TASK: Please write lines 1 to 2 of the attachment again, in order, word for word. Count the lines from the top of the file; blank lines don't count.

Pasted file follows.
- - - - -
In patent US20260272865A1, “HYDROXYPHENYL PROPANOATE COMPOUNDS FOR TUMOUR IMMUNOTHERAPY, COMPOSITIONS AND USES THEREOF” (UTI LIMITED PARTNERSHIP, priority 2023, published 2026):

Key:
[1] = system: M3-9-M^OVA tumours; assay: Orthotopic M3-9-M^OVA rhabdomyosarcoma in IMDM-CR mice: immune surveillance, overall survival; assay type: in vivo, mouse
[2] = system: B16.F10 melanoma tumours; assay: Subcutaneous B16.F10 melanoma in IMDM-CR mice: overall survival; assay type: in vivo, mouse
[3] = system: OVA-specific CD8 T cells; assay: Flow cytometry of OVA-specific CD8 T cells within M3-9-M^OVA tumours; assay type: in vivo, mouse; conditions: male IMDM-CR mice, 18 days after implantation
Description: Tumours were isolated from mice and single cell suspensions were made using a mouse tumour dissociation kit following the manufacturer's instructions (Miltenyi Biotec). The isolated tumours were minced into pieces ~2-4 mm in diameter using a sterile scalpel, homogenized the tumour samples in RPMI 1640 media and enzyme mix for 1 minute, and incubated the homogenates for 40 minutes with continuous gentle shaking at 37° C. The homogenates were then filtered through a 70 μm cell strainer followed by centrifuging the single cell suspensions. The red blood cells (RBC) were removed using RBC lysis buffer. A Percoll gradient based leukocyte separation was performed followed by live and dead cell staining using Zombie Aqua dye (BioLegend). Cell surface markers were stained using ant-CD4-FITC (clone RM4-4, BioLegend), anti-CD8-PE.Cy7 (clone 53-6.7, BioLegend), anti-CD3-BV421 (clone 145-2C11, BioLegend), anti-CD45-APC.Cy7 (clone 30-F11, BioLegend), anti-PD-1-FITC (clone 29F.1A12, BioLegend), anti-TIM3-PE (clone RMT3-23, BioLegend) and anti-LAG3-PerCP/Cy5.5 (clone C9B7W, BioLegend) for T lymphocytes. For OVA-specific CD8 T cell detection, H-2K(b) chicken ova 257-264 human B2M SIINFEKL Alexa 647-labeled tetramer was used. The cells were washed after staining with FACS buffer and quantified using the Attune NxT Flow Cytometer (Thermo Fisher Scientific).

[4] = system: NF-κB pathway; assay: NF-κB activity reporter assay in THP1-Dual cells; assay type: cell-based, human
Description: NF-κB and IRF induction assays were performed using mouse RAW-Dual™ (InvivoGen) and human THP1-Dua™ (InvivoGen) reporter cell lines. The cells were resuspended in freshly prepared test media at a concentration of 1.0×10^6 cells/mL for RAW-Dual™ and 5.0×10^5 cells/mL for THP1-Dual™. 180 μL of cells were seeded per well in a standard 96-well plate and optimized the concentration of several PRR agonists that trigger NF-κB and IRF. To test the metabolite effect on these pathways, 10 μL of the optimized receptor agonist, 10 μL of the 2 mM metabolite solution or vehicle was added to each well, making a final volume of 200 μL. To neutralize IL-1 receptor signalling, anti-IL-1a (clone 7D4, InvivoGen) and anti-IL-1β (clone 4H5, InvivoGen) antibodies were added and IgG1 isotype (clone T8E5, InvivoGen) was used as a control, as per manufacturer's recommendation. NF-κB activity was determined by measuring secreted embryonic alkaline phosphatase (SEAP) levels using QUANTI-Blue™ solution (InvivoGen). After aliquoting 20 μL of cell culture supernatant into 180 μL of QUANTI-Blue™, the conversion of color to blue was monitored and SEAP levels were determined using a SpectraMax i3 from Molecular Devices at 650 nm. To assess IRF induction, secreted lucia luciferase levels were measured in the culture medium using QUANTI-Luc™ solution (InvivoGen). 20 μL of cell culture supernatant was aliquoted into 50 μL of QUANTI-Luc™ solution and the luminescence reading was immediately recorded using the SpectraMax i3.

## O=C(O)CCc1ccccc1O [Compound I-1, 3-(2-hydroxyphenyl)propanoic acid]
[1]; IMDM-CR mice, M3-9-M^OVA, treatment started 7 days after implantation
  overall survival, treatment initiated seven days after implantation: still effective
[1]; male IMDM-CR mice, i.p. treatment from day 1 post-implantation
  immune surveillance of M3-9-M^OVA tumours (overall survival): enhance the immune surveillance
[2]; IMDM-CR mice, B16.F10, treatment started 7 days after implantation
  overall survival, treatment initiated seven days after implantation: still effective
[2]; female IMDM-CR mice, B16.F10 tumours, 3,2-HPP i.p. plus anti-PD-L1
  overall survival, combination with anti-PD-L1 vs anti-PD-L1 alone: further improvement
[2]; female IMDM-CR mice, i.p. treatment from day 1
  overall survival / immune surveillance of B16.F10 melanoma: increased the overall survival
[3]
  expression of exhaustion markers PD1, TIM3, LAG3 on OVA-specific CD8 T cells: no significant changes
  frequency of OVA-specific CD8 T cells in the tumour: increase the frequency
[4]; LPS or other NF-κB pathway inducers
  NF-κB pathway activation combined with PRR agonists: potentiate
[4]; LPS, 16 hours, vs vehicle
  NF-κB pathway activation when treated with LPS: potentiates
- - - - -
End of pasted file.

In patent US20260272865A1, “HYDROXYPHENYL PROPANOATE COMPOUNDS FOR TUMOUR IMMUNOTHERAPY, COMPOSITIONS AND USES THEREOF” (UTI LIMITED PARTNERSHIP, priority 2023, published 2026):

Key: